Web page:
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The Maritime log #28 - Capable Caleb Cushing Barely Missed Supreme Court

November 27, 2018

The Maritime Log by Dyke Hendrickson

Capable Caleb Cushing Barely Missed Supreme Court

by Dyke Hendrickson
Custom House Maritime Museum Outreach Historian

Cushing

 Caleb Cushing was one of Newburyport’s key historical figures, and
 he almost made it to the U.S. Supreme Court. But unlike the recent
 nomination of Bret Cavanaugh, Cushing’s name was withdrawn in the
 face of opposition.
 
 Cushing lived from 1800 to 1879, one of the most dynamic periods in
 this city’s history.
 
 The family moved to Newburyport when he was about 2 and he grew up at
 98 High St., which is now the Cushing Museum and home to the Museum of
 Old Newbury.
 
 Cushing entered Harvard at 13 and graduated at 17. He was accepted to
 the bar at age 23, and in 1824 married Caroline Elizabeth Wilde,
 daughter of a judge on the state Supreme Judicial Court.
 
 Cushing served in Congress from 1835-1843, and at one time was chair
 of the U.S. House Committee on Foreign Affairs.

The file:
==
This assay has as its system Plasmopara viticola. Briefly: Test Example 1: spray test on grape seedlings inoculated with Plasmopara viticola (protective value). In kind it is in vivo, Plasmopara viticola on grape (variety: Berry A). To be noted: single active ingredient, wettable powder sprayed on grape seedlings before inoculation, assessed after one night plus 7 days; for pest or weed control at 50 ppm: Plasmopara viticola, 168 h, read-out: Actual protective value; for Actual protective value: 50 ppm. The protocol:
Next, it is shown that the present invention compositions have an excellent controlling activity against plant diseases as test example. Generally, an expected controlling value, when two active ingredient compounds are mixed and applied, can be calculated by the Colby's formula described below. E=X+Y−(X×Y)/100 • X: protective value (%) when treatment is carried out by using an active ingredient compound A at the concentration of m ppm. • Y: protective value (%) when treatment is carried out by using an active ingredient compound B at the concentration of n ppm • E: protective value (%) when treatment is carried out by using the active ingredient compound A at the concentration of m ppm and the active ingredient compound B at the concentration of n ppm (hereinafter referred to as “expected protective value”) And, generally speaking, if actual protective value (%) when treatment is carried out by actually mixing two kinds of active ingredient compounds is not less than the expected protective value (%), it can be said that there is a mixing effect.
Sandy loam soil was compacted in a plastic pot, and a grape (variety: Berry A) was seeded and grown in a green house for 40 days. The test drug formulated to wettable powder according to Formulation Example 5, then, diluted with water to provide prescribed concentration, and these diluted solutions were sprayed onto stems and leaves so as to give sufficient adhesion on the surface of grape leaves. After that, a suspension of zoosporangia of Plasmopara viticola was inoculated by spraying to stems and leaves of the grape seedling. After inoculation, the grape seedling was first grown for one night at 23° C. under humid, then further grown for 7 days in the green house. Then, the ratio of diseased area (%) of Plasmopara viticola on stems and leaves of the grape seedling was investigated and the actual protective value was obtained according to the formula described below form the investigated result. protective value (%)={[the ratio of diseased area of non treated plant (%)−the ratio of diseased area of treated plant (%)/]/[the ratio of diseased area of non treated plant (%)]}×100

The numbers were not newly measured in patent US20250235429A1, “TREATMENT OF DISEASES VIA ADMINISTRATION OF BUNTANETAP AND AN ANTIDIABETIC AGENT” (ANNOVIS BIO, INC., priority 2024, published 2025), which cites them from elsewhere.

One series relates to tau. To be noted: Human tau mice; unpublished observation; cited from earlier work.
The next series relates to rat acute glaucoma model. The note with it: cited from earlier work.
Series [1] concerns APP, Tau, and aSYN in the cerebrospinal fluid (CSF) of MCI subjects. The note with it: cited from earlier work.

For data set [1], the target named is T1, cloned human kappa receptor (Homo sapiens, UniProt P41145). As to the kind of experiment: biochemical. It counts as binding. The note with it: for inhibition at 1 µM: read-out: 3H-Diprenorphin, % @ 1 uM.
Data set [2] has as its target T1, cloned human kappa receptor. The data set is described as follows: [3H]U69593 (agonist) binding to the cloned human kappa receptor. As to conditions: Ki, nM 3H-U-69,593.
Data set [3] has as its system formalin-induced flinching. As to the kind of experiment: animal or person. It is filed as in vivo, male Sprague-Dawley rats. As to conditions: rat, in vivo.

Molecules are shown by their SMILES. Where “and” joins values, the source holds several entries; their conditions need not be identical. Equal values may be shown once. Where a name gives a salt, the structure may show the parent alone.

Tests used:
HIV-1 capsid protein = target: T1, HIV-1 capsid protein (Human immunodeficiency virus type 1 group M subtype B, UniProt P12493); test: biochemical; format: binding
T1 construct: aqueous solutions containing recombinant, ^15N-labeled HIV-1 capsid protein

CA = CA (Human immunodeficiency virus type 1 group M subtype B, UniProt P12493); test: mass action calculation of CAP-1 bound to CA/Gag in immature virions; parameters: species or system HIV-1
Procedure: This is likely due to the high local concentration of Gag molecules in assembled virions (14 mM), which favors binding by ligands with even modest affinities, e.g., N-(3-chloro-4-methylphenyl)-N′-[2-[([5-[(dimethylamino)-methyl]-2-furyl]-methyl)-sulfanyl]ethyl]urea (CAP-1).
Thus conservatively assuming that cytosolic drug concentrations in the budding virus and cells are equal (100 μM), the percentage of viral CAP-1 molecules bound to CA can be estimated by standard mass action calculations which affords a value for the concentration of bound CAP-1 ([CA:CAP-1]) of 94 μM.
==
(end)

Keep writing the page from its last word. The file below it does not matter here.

He was a colonel in the war with Mexico (1846) and the first mayor of
 Newburyport (1851).
 
 He was a judge on the state supreme court in 1852.
 
 In 1853, President Franklin Pierce named him Attorney General.
 
 He served from 1853-57, and he espoused views that today might be
 considered outside the mainstream. Cushing opposed abolition. An
 advocate of states’ rights, he supported the Dred Scott decision,
 which ruled that slaves were property and could be retrieved by
 owners, even in the North.
 
 This has been called the worst Supreme Court decision in history.
 
 Cushing supported the Union once the war started, but his
 anti-abolition feelings followed him.
 
 President Ulysses Grant nominated Cushing for chief justice of the
 U.S. Supreme Court in 1874, but many members of Congress opposed him
 because of his initial anti-war views and his opposition to abolition.
 
 
 Unlike the recent successful campaign of Cavanaugh, Cushing’s
 nomination was withdrawn. Cushing achieved much, but like many
 personalities in high places, he had made enemies.
 
 His last federal office was as envoy to Spain from 1874 to 1877. He
 died here Jan. 2, 1879 and is buried at Highland Cemetery.

 

If your organization would like me to speak at an event, please get in touch. I can be reached at dhendrickson@thechmm.org.

Thanks. Dyke Hendrickson

Dyke Hendrickson, Outreach Historian, The Maritime Log

The Maritime Log by Dyke Hendrickson

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